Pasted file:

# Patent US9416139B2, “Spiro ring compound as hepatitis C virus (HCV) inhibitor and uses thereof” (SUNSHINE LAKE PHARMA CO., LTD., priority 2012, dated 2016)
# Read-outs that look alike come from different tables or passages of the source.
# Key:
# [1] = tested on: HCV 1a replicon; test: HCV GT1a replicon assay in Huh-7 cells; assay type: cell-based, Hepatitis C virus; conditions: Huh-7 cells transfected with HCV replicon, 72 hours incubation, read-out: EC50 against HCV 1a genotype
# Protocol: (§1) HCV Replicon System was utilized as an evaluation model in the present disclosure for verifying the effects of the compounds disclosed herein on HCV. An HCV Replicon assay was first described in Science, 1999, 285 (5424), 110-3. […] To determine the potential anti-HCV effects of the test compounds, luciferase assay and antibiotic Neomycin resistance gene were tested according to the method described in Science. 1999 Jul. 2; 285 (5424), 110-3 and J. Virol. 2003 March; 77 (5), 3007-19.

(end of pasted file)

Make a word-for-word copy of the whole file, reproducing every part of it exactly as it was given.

# Patent US9416139B2, “Spiro ring compound as hepatitis C virus (HCV) inhibitor and uses thereof” (SUNSHINE LAKE PHARMA CO., LTD., priority 2012, dated 2016)
# Read-outs that look alike come from different tables or passages of the source.
# Key:
# [1] = tested on: HCV 1a replicon; test: HCV GT1a replicon assay in Huh-7 cells; assay type: cell-based, Hepatitis C virus; conditions: Huh-7 cells transfected with HCV replicon, 72 hours incubation, read-out: EC50 against HCV 1a genotype
# Protocol: (§1) HCV Replicon System was utilized as an evaluation model in the present disclosure for verifying the effects of the compounds disclosed herein on HCV. An HCV Replicon assay was first described in Science, 1999, 285 (5424), 110-3. […] To determine the potential anti-HCV effects of the test compounds, luciferase assay and antibiotic Neomycin resistance gene were tested according to the method described in Science. 1999 Jul. 2; 285 (5424), 110-3 and J. Virol. 2003 March; 77 (5), 3007-19.